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uk.comp.home-networking (UK home networking) (uk.comp.home-networking) Discussion of all aspects of computer networking in the home, regardless of the platforms, software, topologies and protocols used. Examples of topics include recommendations for hardware or suppliers (e.g. NICs and cabling), protocols, servers, and specific network software. Advertising is not allowed.

Testing Power over Ethernet?



 
 
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  #1  
Old April 23rd 14, 07:51 PM posted to uk.comp.home-networking
Henry Law
external usenet poster
 
Posts: 46
Default Testing Power over Ethernet?

[Apologies; I meant to post this here originally and posted by mistake
to u.c.homebuilt, so this is a duplicate post and not cross-posted. I
undertake to do penance in front of the Internet gods ...]

The charity for which I am, it seems, IT manager, network technician, PC
builder and fixer, chief cook and bottle washer has a wireless access
point high up on a wall and powered by PoE. I managed to get a look at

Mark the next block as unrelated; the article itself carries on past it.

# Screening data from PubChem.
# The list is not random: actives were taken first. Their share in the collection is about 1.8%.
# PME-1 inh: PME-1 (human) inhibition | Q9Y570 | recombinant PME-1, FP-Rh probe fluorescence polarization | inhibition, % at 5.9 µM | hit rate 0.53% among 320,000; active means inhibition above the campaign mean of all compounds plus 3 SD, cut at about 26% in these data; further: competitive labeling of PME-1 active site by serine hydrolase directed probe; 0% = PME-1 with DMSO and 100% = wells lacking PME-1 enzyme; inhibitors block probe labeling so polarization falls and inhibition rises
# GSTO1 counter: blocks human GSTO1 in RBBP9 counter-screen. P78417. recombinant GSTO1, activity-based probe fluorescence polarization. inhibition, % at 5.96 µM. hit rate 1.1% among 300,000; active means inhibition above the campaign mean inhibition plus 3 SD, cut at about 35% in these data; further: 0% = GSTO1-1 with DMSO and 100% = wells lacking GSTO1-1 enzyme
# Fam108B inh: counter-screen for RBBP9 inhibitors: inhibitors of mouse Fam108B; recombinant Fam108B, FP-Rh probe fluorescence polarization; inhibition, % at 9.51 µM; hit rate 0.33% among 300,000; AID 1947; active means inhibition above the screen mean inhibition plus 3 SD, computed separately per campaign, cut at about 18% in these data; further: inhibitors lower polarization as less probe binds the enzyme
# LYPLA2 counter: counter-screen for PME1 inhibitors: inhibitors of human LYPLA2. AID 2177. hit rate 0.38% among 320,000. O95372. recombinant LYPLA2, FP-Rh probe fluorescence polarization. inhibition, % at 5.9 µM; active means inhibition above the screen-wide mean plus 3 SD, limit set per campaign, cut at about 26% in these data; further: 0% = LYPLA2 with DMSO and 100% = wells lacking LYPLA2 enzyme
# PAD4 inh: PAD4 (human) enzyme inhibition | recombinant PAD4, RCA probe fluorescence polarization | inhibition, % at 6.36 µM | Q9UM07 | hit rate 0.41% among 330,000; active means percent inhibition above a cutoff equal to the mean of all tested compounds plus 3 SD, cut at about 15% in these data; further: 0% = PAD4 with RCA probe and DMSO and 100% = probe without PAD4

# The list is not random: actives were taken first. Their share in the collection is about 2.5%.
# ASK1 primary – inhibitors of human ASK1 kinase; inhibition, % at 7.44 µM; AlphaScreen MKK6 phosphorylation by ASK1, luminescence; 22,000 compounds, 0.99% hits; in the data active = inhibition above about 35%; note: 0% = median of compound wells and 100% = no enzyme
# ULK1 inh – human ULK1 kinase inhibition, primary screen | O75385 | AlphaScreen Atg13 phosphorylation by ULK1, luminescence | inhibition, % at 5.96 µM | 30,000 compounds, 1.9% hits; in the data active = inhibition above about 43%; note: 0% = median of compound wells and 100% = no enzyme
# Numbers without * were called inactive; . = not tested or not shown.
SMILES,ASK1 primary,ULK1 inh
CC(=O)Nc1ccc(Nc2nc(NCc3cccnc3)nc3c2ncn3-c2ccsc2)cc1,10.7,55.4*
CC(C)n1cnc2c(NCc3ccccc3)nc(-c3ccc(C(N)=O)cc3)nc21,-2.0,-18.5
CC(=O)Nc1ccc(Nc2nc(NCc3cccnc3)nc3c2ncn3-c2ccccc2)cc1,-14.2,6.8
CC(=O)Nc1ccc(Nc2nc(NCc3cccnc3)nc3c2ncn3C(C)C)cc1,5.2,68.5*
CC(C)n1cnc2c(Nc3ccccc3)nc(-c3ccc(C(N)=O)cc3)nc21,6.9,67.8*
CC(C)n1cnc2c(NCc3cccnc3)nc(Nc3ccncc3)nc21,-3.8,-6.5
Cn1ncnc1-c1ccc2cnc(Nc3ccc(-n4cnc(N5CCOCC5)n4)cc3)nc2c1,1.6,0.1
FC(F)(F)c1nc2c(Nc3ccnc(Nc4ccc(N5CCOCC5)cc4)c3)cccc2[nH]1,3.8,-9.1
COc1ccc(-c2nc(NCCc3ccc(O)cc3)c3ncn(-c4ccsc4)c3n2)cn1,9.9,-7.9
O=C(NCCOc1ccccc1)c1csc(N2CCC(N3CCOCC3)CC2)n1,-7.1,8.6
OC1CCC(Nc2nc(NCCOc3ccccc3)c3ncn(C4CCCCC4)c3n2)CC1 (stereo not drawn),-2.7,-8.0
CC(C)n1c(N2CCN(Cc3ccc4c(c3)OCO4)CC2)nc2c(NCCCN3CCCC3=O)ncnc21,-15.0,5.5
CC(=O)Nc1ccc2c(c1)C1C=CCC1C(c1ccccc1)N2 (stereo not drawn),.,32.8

it earlier today: no lights! That might explain why wireless doesn't
work too well.

It's possible that it's patched wrongly and that the Power is
disappearing Over some other Ethernet but assuming not how do I test it?
I can hardly bung my trusty meter across the terminals ...

It's a separate PoE injector, not a PoE switch. The injector is a
little box with a power plug, and two RJ45s, one input and the other output.

I googled but all the hits are for professionals who can afford
sophisticated test kit. I don't even have some other PoE-powered device
to use as "known good".

--

Henry Law Manchester, England
  #2  
Old April 24th 14, 03:48 AM posted to uk.comp.home-networking
GlowingBlueMist
external usenet poster
 
Posts: 6
Default Testing Power over Ethernet?



On 4/23/2014 12:51 PM, Henry Law wrote:
[Apologies; I meant to post this here originally and posted by mistake
to u.c.homebuilt, so this is a duplicate post and not cross-posted. I
undertake to do penance in front of the Internet gods ...]

The charity for which I am, it seems, IT manager, network technician, PC
builder and fixer, chief cook and bottle washer has a wireless access
point high up on a wall and powered by PoE. I managed to get a look at
it earlier today: no lights! That might explain why wireless doesn't
work too well.

It's possible that it's patched wrongly and that the Power is
disappearing Over some other Ethernet but assuming not how do I test it?